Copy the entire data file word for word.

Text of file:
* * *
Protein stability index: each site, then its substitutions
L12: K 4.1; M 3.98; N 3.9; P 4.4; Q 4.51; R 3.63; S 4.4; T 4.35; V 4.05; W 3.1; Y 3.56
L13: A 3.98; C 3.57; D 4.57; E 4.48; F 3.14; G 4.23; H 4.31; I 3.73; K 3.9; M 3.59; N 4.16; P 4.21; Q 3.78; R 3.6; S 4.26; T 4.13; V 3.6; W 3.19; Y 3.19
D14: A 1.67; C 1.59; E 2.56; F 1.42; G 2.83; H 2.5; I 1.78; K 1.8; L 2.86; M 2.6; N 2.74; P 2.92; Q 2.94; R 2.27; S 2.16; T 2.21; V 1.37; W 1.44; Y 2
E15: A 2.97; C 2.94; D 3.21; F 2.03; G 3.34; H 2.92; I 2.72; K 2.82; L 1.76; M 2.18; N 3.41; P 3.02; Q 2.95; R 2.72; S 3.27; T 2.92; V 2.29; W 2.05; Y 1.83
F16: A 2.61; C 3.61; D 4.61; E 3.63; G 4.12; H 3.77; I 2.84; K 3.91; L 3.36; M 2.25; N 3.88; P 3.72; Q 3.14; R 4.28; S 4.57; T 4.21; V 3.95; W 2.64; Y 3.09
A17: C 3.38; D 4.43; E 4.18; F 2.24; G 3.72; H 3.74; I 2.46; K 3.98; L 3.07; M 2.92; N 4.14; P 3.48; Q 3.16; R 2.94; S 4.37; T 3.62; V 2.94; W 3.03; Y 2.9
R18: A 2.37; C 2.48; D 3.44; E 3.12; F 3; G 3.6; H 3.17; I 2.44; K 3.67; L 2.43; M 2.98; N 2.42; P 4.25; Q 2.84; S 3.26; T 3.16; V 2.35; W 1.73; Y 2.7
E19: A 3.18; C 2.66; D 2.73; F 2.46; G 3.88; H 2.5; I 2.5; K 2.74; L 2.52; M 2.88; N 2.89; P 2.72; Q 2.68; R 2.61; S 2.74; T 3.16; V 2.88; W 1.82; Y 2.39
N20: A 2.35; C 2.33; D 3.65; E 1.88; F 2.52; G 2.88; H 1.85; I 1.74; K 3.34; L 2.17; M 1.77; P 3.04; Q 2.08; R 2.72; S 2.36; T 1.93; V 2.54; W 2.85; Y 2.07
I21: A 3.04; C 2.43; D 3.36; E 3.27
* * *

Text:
Protein stability index: each site, then its substitutions
L12: K 4.1; M 3.98; N 3.9; P 4.4; Q 4.51; R 3.63; S 4.4; T 4.35; V 4.05; W 3.1; Y 3.56
L13: A 3.98; C 3.57; D 4.57; E 4.48; F 3.14; G 4.23; H 4.31; I 3.73; K 3.9; M 3.59; N 4.16; P 4.21; Q 3.78; R 3.6; S 4.26; T 4.13; V 3.6; W 3.19; Y 3.19
D14: A 1.67; C 1.59; E 2.56; F 1.42; G 2.83; H 2.5; I 1.78; K 1.8; L 2.86; M 2.6; N 2.74; P 2.92; Q 2.94; R 2.27; S 2.16; T 2.21; V 1.37; W 1.44; Y 2
E15: A 2.97; C 2.94; D 3.21; F 2.03; G 3.34; H 2.92; I 2.72; K 2.82; L 1.76; M 2.18; N 3.41; P 3.02; Q 2.95; R 2.72; S 3.27; T 2.92; V 2.29; W 2.05; Y 1.83
F16: A 2.61; C 3.61; D 4.61; E 3.63; G 4.12; H 3.77; I 2.84; K 3.91; L 3.36; M 2.25; N 3.88; P 3.72; Q 3.14; R 4.28; S 4.57; T 4.21; V 3.95; W 2.64; Y 3.09
A17: C 3.38; D 4.43; E 4.18; F 2.24; G 3.72; H 3.74; I 2.46; K 3.98; L 3.07; M 2.92; N 4.14; P 3.48; Q 3.16; R 2.94; S 4.37; T 3.62; V 2.94; W 3.03; Y 2.9
R18: A 2.37; C 2.48; D 3.44; E 3.12; F 3; G 3.6; H 3.17; I 2.44; K 3.67; L 2.43; M 2.98; N 2.42; P 4.25; Q 2.84; S 3.26; T 3.16; V 2.35; W 1.73; Y 2.7
E19: A 3.18; C 2.66; D 2.73; F 2.46; G 3.88; H 2.5; I 2.5; K 2.74; L 2.52; M 2.88; N 2.89; P 2.72; Q 2.68; R 2.61; S 2.74; T 3.16; V 2.88; W 1.82; Y 2.39
N20: A 2.35; C 2.33; D 3.65; E 1.88; F 2.52; G 2.88; H 1.85; I 1.74; K 3.34; L 2.17; M 1.77; P 3.04; Q 2.08; R 2.72; S 2.36; T 1.93; V 2.54; W 2.85; Y 2.07
I21: A 3.04; C 2.43; D 3.36; E 3.27